The Incarnation of Christ is significant in the course of our salvation – but we all too easily look at the story from a mere moral or soteriological point of view and fail to stop and think what has actually happened. St. John says it quite clearly in the prologue of his gospel (vs. 14), “And the Word became flesh and dwelt among us.”
There are several places on which to place the emphasis in that short sentence, but the fact that God has actually become flesh, has united Himself with our material world, is not the least significant of those.
St. Paul will spend ample time in the 8th chapter of Romans speaking about the ultimate end of matter, what St. Maximus the Confessor would later call the “marriage of heaven and earth.”
We experience this on a regular basis when we receive Christ’s Body and Blood. Bread and Wine are not mere bread and wine. Something else has taken place and we receive the Body and Blood of God.
In all of the sacraments or mysteries of the Church, something quite ordinary (as we think) and material is changed and becomes united with Heaven and we receive Heavenly things (or better yet, are united with God). Thus the Baptismal waters become the “waters of Jordan” and are themselves embued with the Holy Spirit. We come out of the waters no longer the same.
My speculation (the above is not speculation, but dogma), is to think about the union of Heaven and Earth, but to think about it in the course of our daily lives – to think about it as a matter of course.
One of the gifts I received for Christmas was a CD of a Russian choral group singing music somewhat of the Church, somewhat of more folk origin (though it is largely modern in its composition). The group is called, “Svetilen,” and is a delight to listen to (I think I first heard them on Ancient Faith Radio.) Part of what they do is an attempt to recover the experience of an older great culture (Holy Russia), but, I would say, it is also an attempt to convey heaven in music. For if ever there was a Holy Russia, it was only because there was, for some and in some places, a union of Heaven and Earth to some degree.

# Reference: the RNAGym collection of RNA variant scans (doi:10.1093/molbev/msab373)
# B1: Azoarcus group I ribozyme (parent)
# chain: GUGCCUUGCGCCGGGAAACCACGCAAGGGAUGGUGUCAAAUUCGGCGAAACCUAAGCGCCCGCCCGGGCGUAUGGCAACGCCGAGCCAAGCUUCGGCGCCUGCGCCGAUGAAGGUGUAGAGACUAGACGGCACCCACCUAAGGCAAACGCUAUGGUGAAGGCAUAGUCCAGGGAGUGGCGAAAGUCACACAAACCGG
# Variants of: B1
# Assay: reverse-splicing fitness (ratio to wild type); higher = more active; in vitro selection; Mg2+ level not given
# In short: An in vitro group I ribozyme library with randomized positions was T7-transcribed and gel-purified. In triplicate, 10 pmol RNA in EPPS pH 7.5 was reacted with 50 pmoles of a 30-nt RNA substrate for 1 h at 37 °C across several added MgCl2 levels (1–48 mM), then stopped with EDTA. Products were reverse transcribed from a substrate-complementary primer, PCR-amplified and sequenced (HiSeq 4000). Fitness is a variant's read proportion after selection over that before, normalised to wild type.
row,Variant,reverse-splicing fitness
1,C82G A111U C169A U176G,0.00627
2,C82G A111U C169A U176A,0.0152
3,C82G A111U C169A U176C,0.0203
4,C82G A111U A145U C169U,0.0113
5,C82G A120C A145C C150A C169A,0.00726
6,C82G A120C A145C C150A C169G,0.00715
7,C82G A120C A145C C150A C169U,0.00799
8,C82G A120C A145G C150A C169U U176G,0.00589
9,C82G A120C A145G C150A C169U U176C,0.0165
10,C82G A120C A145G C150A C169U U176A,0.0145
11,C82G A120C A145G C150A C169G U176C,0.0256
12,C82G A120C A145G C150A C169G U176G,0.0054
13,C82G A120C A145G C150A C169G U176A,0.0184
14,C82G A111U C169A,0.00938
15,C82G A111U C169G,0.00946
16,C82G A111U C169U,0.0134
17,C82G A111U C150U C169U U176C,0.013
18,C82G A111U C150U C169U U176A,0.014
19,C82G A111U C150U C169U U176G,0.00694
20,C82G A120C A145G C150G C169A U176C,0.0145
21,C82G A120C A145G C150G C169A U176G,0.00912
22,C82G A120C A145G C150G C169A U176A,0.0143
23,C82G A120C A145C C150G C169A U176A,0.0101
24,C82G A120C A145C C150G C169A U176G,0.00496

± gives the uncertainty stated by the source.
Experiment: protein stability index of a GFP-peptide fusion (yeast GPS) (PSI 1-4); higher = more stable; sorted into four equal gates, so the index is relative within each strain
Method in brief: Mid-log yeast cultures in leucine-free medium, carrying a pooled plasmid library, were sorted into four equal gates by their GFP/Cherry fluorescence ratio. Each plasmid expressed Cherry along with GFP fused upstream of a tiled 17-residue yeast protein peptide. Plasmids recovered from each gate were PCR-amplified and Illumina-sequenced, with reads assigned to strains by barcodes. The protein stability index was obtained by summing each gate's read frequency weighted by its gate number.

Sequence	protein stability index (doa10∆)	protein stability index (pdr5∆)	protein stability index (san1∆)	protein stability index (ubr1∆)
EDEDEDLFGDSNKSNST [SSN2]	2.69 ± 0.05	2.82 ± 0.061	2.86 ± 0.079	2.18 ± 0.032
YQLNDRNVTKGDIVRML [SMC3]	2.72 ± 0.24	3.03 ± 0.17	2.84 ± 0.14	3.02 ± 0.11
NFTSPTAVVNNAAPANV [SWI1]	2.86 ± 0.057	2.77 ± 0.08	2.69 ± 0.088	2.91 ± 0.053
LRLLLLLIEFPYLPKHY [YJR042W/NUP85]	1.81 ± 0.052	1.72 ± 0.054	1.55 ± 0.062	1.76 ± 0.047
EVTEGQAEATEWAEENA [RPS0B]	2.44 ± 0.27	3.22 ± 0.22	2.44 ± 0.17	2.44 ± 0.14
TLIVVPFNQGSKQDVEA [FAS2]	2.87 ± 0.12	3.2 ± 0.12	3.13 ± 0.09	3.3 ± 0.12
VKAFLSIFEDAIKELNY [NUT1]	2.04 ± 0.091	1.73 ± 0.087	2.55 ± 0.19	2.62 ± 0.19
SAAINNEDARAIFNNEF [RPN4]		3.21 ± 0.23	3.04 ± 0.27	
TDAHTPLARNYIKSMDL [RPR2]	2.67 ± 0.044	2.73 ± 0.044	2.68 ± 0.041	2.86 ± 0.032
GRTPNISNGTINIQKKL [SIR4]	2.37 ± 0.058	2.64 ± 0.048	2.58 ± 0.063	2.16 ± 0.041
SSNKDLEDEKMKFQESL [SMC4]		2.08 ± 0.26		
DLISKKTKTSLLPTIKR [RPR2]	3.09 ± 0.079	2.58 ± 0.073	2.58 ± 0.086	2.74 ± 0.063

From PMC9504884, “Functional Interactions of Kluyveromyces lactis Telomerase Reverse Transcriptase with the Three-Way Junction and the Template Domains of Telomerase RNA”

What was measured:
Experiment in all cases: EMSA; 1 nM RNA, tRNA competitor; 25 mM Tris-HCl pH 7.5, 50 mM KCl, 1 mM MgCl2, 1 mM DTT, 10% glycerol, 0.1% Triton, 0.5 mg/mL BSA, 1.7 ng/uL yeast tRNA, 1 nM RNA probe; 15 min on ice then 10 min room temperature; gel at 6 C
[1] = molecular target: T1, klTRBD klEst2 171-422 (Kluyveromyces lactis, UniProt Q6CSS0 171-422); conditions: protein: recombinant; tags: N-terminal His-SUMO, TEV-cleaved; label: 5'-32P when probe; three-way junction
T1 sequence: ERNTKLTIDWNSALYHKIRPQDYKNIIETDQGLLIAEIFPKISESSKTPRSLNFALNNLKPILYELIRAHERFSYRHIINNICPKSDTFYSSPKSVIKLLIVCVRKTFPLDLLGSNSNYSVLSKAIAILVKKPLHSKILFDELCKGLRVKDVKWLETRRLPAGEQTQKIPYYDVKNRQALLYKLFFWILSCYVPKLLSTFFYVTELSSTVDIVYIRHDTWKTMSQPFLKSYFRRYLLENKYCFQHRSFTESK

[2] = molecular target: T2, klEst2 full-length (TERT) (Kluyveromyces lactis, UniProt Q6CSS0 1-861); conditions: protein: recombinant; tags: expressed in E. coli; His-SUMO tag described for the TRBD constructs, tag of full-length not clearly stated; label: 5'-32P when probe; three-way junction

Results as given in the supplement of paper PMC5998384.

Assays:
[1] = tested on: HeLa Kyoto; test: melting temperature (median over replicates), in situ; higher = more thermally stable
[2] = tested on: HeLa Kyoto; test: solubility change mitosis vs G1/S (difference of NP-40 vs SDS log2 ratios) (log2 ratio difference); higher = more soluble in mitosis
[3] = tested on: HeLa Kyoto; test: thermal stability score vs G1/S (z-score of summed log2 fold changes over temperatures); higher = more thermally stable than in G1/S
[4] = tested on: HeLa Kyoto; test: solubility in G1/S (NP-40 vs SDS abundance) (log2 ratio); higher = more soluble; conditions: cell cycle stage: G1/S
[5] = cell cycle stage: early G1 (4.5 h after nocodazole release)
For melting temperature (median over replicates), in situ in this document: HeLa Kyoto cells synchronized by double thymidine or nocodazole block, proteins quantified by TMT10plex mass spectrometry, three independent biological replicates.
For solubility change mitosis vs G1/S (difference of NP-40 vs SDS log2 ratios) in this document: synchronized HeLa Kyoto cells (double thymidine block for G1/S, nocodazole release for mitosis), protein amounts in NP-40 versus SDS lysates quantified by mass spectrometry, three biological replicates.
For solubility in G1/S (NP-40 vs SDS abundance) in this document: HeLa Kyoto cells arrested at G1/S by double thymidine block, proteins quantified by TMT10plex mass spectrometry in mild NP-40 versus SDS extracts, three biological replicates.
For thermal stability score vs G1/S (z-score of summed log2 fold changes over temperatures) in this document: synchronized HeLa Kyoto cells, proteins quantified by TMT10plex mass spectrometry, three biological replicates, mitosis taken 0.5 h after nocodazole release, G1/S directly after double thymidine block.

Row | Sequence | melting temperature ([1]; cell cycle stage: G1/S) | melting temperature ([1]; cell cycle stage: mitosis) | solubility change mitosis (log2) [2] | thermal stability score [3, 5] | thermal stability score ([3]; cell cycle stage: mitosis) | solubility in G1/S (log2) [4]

I think about this today because I wonder what it is we want to do in our music, in our art, and especially when we do these as part of the expression of the gospel in Church.
It certainly cannot be enough to try and capture a bygone era, or evoke feelings of something past. A great icon, a truly great icon, is indeed a window into heaven. This is both a function of the iconographer, the icon, and the viewer of the icon. It requires all three. But what I am describing is, in fact, a normative view for the Christian life.
We should never yield to the temptation to simply relegate sacraments to Churchly rites that take place, “holy things” we go to Church to get and go home the better for it. They are surely that, perhaps, but must be much more. The whole of a service should be much more.
I can recall speaking with some Russian Church singers several years ago after a performance in Knoxville. They had just sung some of the most sublime and difficult music of the Orthodox Church, but had rendered it in a fashion that was beyond description. I was discussing this with a couple of the singers (there were only about 5 or 6 in the group), and was told, “We must be very careful of our relationships with one another. If we are not in love and kindness with each other, the singing will be a disaster.” Thus the music is more than mere notes mixing, it is also the sound of heaven, human beings transformed by God into the sound of heaven as they sing in love and forgiveness.
Art, too, should carry this element and more. Indeed, my speculative question today has to do with the whole of our activity. What does it look like to live in union with heaven? How does it sound? What else should it mean? The Word has become flesh, but flesh must also be united with the Word and be changed from glory to glory into the image of Christ. This is Christmas throughout the ages.
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